Steel Manufacturing Blog: Keeping it Steel

Wedge Inserts, Shelf Angle Inserts, Some Installation Notes

Posted on Mon, Feb 24, 2014 @ 12:57 PM

Wedge Inserts are also known as Relieving Angle Inserts, Shelf Angle Inserts, Malleable Iron Inserts and Lintel Inserts. The photos and drawings in this article will provide an idea of what they are. To see additional photos and catalog listings click here

Here are some notes on the installation of Wedge Inserts. Bear in mind these are just general notes. We are not qualifies to provide actual instructions. The project manager and erector should be knowledgeable regarding the requirements for their project.

To see drawing of the stages of Wedge Insert Installation click here.

2 Foot Spacing

The plans for your job can show the Wedge Inserts at whatever locations the architect or engineer chooses, but many of the plans we see call for them at 2' intervals. So for a building with a footprint 200' x 200' the perimeter will be 800', hence a typical job will use 400 Wedge Inserts per floor. It is not uncommon for a building to require 2,000 or more Wedge Inserts for the project.

Minimum Concrete x Each Direction

To provide the required strength, the Wedge Insert requires a minimum of concrete below, above and to the side. See Fig. 1. Be sure this is indicated on your drawings.

Wedge InsertRebarRelieving Angle Wedge Insert

Both the Regular Wedge Insert and the Long Wedge Insert have a steel loop around the back. This is to insert rebar. This rebar is important in making sure the Wedge Insert will hold solidly in the concrete. The plans should show the rebar requirements and layout. See Fig. 2.

Taped Face and Nail Holes

During the Concrete pour liquid concrete will invade every space and move in any direction it can. It is important not to allow any concrete to seep into the Wedge Insert. Once hardened, it will block the movement of the Askew Head Bolt. This is why the Wedge Insert has heavy tape over the face. The tape alone will not stop the concrete if the Wedge Insert is not fastened tightly to the plywood form. Remember during the pour, the rebar will be shifting and can exert pressure to pull the Wedge Insert away from the form. Also, the mounting holes in back of the Wedge Insert will admit concrete to seep in if they are not covered completely. See Fig. 3.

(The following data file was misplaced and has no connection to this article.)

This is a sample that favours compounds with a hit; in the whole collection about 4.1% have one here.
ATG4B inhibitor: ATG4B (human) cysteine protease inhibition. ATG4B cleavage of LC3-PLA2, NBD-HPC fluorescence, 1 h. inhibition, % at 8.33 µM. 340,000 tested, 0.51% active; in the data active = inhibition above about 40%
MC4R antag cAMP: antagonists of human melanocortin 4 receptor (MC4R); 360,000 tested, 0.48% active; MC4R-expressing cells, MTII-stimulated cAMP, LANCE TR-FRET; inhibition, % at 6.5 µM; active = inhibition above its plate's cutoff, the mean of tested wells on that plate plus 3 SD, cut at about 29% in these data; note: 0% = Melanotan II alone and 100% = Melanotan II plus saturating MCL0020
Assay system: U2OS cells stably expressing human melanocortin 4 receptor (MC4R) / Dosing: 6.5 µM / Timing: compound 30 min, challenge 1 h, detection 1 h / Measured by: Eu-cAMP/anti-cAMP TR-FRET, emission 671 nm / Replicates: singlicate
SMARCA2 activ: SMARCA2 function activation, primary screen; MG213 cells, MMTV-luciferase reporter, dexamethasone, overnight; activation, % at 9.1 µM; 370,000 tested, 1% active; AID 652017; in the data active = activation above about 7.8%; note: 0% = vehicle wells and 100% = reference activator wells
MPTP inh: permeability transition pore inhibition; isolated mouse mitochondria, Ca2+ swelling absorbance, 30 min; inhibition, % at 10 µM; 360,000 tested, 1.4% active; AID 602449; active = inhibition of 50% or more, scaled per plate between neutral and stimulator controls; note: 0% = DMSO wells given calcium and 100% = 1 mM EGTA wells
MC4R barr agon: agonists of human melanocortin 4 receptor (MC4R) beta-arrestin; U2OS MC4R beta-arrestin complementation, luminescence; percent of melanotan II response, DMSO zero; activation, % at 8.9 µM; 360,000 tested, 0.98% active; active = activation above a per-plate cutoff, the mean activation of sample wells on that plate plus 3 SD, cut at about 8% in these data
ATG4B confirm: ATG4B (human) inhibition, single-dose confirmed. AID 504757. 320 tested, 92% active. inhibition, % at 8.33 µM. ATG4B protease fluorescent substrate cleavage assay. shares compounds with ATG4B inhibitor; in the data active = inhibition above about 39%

Shelf Angle Insert

Fastener Selection

Once the concrete has cured the forms Plywood forms will be removed. The nail or screw used to fasten the Wedge Insert to the form will still be there, and the part that was in the plywood will be sticking out. This needs to be removed. Determine in advance how you will remove them and select a fastener with that in mind.  

Malleable Iron InsertIn Fig. 4 to the left the fastener ends have been removed. This could be done with a cut-off wheel. In that case care should be used not to remove the galvanized coating. This method will leave the remaining barrel of the fastener in the Wedge Insert cavity where the Askew Head Bolt travels. The erector should determine in advance if this will be a problem.

Another way to remove the fastener body is with a firm stike with a chisel near the back of the cavity. For this method the erector would want to select a very brittle fastener that will snap easily.

It is important the erector understands how the fasteners will be removed, and test that method prior to actual installation.

For drawings showing the steps in the installation of Wedge Inserts, Shelf Angle Inserts, Relieving Angle Inserts and Malleable Iron Inserts, click here.


View Wedge Insert Estimating Guide

Tags: Askew Head Bolts, Wedge Insert, Relieving Angle, Malleable Iron Insert, Masonry Anchors, Shelf Angle, Lintel, Shelf Angle Insert, Relieving Angle Insert, Wedge Inserts